M.V. Kruger, the Cambridge Bay Coast Guard Auxiliary unit’s new rescue boat secured under the Ocean Protection Plan’s Indigenous Community Boat Volunteer Pilot Program. Photo from John Thompson, “Ready to Rescue,” Nunatsiaq News, 20 September 2019.

As climate change continues to make the waters of the Kitikmeot more accessible in the summer months, marine traffic has increased substantially. In recent years, Cambridge Bay has witnessed the third highest increase in vessel traffic in Nunavut. Resource development in Slave Geological Province around Bathurst Inlet, cruise tourism, localized maritime activity, and the possible creation of a low-impact shipping corridor are anticipated to bring more vessels to the waters of Dolphin and Union Strait, Coronation Gulf, Dease Strait, Bathurst Inlet, Victoria Strait, Queen Maud Gulf, Simpson Strait, Rae Strait, Bellot Strait, and the Gulf of Boothia.

As KRSAR participants highlighted, a longer operating season and increased accessibility is encouraging community members to travel further in their boats, which could lead to more marine SAR cases in the future. The increasing number of private pleasure craft that transit through the Kitikmeot also concerns them and they anticipate future rescues involving these vessels. In late August 2018, for instance, an 11-metre-long sailboat, Anahita, with two Argentineans on board, sank in Bellot Strait. While the crew managed to activate the vessel’s emergency beacon, they were forced to evacuate onto an ice floe and await rescue. JRCC Trenton responded by deploying a Hercules aircraft and the icebreaker CCGS Henry Larsen to the scene, where the ship’s helicopter managed to rescue the two crewmember from the ice floe.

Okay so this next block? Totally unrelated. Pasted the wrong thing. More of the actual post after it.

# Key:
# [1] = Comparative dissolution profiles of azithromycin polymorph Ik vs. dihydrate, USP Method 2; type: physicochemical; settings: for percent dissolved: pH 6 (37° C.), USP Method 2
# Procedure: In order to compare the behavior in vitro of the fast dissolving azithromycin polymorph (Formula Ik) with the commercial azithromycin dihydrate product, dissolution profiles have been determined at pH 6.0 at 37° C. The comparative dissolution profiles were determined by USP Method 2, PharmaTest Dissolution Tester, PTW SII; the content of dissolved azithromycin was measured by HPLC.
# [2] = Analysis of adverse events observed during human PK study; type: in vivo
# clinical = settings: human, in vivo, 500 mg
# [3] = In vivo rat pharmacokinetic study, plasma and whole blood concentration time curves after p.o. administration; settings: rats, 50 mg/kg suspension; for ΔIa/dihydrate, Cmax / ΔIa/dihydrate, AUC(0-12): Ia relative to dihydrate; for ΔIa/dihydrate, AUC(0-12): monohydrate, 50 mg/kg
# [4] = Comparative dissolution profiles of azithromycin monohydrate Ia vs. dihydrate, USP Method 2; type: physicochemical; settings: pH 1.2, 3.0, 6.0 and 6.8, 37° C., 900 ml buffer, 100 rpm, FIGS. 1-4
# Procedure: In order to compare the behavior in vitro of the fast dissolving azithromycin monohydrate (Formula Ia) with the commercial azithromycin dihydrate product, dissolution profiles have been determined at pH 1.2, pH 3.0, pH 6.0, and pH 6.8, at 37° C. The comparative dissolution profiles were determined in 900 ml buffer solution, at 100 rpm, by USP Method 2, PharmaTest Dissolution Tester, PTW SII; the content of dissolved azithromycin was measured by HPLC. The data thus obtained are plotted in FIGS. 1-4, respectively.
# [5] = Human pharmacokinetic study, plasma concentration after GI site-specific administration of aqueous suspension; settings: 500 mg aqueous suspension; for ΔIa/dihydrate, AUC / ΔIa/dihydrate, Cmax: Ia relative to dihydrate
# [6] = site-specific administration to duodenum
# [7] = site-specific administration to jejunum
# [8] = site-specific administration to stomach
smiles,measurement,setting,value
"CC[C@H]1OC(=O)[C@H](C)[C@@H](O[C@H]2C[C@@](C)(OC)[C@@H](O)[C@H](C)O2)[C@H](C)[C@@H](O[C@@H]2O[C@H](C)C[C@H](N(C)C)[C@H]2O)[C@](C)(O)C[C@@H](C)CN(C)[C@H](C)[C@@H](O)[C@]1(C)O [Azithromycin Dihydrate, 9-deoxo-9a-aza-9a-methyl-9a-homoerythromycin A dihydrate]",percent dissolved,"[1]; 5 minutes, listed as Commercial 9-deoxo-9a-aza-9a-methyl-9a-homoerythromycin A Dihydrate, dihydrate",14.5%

A photo from August 2010 shows a Canadian Coast Guard ship towing the Clipper Adventurer. (FILE PHOTO)
August 2010 photo showing Clipper Adventurer under tow by the Canadian Coast Guard. Nunatsiaq News, 13 February 2017

The last decade has also witnessed three incidents in the Kitikmeot that could have spiralled into major maritime disasters and Mass Rescue Operations. In 2010, an adventure cruise ship, MV Clipper Adventurer, ran aground 100 km east of Kugluktuk, Nunavut. The accident strained local emergency response systems, with 128 passengers safely evacuated, but only after the cruise ship waited two days for a Canadian Coast Guard icebreaker to come to the rescue. Although this accident did not result in any causalities, it did raise concerns about regional capacity to respond to a larger-scale rescue operation. Also in 2010, the tanker MV Nanny, which was delivering fuel to Taloyoak and had 9.5 million litres of diesel on board, ran aground on a sand and mud shoal in Simpson Strait, about 50 km southwest of Gjoa Haven. Luckily, there was no fuel spill and, after several days, Nanny managed to dislodge from the shoal by offloading cargo with the help of a sister ship. (In 1996 the cruise ship Hanseatic, with 153 passengers, also ran aground in Simpson Strait while en route to the community. Two of the ship’s fuel reservoirs were perforated and all of the passengers were evacuated by helicopter.) On 24 August 2018, the 364-foot Russian cruise ship Akademik Ioffe, with 102 passengers and 24 crew members on board, ran aground on a shoal about 72 km north of Kugaaruk. Ioffe’s sister ship, Akademik Sergey Vavilov, was able to make it to the stricken vessel in sixteen hours and transfer passengers via zodiacs. It subsequently brought the passengers to Kugaaruk to await a plane ride south. In each incident, good conditions prevailed. Had the weather or sea conditions been worse, each could have demanded a complicated mass rescue operation.